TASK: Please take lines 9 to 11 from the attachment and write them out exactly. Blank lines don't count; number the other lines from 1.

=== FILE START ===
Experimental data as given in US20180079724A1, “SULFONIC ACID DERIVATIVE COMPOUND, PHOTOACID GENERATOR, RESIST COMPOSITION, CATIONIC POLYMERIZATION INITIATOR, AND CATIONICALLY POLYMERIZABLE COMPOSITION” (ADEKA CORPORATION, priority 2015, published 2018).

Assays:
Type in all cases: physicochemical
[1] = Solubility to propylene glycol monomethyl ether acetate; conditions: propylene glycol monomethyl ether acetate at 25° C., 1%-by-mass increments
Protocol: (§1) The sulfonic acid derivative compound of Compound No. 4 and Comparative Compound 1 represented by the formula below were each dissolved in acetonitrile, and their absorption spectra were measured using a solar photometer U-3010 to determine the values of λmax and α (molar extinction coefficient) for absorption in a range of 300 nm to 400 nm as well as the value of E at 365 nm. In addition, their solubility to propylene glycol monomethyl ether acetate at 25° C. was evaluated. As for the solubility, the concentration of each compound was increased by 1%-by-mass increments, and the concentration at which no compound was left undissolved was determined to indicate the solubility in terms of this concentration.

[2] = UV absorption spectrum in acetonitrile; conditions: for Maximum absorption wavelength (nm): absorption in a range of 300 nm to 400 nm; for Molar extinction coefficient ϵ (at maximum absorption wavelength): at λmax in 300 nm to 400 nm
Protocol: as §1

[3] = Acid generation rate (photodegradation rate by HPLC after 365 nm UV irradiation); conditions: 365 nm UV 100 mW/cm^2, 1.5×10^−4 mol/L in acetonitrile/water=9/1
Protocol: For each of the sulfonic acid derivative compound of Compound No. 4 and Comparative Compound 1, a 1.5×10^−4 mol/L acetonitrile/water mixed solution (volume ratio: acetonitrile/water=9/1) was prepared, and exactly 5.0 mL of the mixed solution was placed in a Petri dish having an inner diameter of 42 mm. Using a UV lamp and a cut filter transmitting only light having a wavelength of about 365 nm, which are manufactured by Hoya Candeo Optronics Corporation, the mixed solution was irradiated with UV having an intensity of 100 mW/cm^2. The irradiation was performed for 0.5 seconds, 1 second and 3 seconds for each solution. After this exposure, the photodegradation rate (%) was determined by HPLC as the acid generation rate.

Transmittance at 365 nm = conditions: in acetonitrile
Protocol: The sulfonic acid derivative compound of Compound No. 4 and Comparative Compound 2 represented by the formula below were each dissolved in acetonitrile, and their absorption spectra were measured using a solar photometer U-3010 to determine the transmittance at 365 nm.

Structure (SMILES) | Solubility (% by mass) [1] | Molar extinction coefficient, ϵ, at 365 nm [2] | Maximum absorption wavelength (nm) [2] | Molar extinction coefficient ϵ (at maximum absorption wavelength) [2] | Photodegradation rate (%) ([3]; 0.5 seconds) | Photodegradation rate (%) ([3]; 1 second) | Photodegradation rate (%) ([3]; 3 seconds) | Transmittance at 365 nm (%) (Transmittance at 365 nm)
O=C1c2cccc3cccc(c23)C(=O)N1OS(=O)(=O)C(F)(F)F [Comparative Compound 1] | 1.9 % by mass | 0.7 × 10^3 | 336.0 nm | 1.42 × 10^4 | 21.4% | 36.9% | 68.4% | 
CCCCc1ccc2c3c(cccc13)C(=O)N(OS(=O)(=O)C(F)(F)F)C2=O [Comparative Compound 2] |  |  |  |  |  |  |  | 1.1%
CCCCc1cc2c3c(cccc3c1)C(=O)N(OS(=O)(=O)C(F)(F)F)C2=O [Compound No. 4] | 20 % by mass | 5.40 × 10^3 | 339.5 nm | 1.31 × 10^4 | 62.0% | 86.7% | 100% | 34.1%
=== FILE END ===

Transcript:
Protocol: For each of the sulfonic acid derivative compound of Compound No. 4 and Comparative Compound 1, a 1.5×10^−4 mol/L acetonitrile/water mixed solution (volume ratio: acetonitrile/water=9/1) was prepared, and exactly 5.0 mL of the mixed solution was placed in a Petri dish having an inner diameter of 42 mm. Using a UV lamp and a cut filter transmitting only light having a wavelength of about 365 nm, which are manufactured by Hoya Candeo Optronics Corporation, the mixed solution was irradiated with UV having an intensity of 100 mW/cm^2. The irradiation was performed for 0.5 seconds, 1 second and 3 seconds for each solution. After this exposure, the photodegradation rate (%) was determined by HPLC as the acid generation rate.

Transmittance at 365 nm = conditions: in acetonitrile
Protocol: The sulfonic acid derivative compound of Compound No. 4 and Comparative Compound 2 represented by the formula below were each dissolved in acetonitrile, and their absorption spectra were measured using a solar photometer U-3010 to determine the transmittance at 365 nm.